What is Simulation ?
Simulation คืออะไร ?
Lt.Col. Vora-at Dvilabh MD.
• In broad, simple terms a simulation is a person, device, or set of
conditions which attempts to present [education and] evaluation
• The student or trainee is required to respond to the problems as he
or she would under natural circumstances.
• Frequently the trainee receives performance feedback as if he or
she were in the real situation.
Simulation procedures for evaluation and
teaching have several common characteristics:
• Trainees see cues and consequences very much like those in the real
• Trainees can be placed in complex situations.
• Trainees act as they would in the real environment.
• The fidelity (exactness of duplication) of a simulation is never
completely isomorphic with the ‘real thing’.
• Simulations can take many forms such as anatomical model until
high fidelity manikin.
Simulation in medical education
Medical education has placed increased reliance on simulation
technology in the last two decades.
• Boost the growth of learner knowledge
• Provide controlled and safe practice opportunities
• Shape the acquisition of young doctors’ clinical skills
Issenberg et al., 1999a; Gaba, 2000; Fincher & Lewis, 2002.
A typology of simulators for medical education has been published by
• P1 = The patient and/or the disease process
• P2 = The procedure, diagnostic test, or equipment being used
• P3 = The physician or paraprofessional
• P4 = The professor or expert practitioner
p = passive element
a = active element
i = interactive element.
• Each element of the simulator can be passive, active, or interactive.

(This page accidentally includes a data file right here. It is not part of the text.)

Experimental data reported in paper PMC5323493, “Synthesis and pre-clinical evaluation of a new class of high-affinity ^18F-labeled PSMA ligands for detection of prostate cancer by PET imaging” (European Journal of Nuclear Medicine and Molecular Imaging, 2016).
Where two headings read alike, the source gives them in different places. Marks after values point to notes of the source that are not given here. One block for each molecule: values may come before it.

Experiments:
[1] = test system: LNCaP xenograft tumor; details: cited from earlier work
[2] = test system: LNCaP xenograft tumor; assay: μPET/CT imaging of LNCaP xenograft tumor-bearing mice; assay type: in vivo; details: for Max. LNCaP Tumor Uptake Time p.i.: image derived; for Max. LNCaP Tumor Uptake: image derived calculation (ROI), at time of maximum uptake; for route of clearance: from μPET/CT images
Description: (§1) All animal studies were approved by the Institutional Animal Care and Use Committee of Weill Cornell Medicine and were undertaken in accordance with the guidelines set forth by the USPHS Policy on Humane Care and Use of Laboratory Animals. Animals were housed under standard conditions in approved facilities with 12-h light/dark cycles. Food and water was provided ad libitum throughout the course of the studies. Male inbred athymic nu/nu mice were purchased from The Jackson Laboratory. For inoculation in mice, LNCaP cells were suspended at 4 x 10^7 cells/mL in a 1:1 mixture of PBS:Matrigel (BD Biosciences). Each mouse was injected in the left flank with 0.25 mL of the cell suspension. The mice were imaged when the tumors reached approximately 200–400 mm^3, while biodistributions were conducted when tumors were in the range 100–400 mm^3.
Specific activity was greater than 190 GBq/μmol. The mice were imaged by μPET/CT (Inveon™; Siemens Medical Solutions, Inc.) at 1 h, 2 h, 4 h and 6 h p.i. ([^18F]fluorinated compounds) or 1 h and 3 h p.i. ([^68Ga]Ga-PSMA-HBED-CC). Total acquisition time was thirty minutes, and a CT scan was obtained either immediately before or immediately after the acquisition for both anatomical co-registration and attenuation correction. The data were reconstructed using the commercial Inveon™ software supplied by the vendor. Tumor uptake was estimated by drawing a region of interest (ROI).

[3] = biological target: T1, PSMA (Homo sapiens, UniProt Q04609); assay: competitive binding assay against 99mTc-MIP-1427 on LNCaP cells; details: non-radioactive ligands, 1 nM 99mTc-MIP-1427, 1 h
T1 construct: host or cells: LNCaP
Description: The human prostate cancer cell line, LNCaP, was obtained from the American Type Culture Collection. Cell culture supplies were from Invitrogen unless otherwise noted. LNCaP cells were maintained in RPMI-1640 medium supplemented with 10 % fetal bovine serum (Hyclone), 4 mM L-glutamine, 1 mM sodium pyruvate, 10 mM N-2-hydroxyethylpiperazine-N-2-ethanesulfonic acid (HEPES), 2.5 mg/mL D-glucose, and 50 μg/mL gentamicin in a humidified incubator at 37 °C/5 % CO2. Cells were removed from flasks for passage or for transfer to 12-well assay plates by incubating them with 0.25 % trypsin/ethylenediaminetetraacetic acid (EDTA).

• A passive element usually is provided to enhance the setting or
‘realism’ of the simulator.
• Active elements change during the simulation in a programmed way.
• These elements enhance the simulation and can provoke responses
from the student.
• Interactive elements change in response to actions taken by the
student or by any other element of the situation.
• Any simulated element can be substituted for a real one.
• In most simulations the (P3) element is ‘real’ and represents the
• The four ‘P’ types allow the [simulation] developer to assess how
realistic the simulation must be to achieve its educational goals.
• Applications of many forms of simulation technology to medical
education are present and growing.
• Simulations are becoming an integral part of medical education at
Issenberg et al., 1999a; Gaba, 2000.
At least five factors contribute to the rise of
simulations in medical education:
• (a) Problems with clinical teaching.
• (b) New technologies for diagnosis and management.
• (c) Assessing professional competence.
• (d) Medical errors, patient safety and team training.
• (e) The role of deliberate practice.
Issenberg et al., 1999a; Gaba, 2000.
Problems with clinical teaching
In the United States, the pressures of managed care are shaping the
form and frequency of hospitalizations.
• Higher percentages of acutely ill patients and shorter inpatient stays.
• Less opportunity for medical learners to assess patients with a wide
variety of diseases and physical findings.
• Increased cost-efficiency in outpatient care.
• Reductions in physician reimbursement.
• Shrinking financial resources constrain the educational time that
physicians in training receive in this environment.
• Consequently, physicians at all educational levels find it increasingly
difficult to keep abreast of skills and topics that frequently appear in
• These problems have a direct effect on clinical skills training.
Simulation system for training can improve clinical education.
Mangione & Nieman, 1997.
New technologies for diagnosis
The development of flexible sigmoidoscopy and bronchoscopy, minimally
invasive surgery including laparoscopy, and robotics for orthopedics and
cardiology have many benefits such as
(a) reduced postoperative pain and suffering.
(b) shorter hospitalization and earlier resumption of normal activity.
(c) significant cost savings.
• The psychomotor and perceptual skills required for these newer
techniques differ from traditional approaches.
• Research indicates that these innovative methods may be associated
initially with a higher complication rate than traditional practice.
• These newer technologies have created an obstacle to traditional
teaching that includes hands-on experience.
Deziel et al., 1993.
• Endoscopy requires guiding one’s maneuvers in a 3D environment
by watching a 2D screen, requiring the operator to compensate for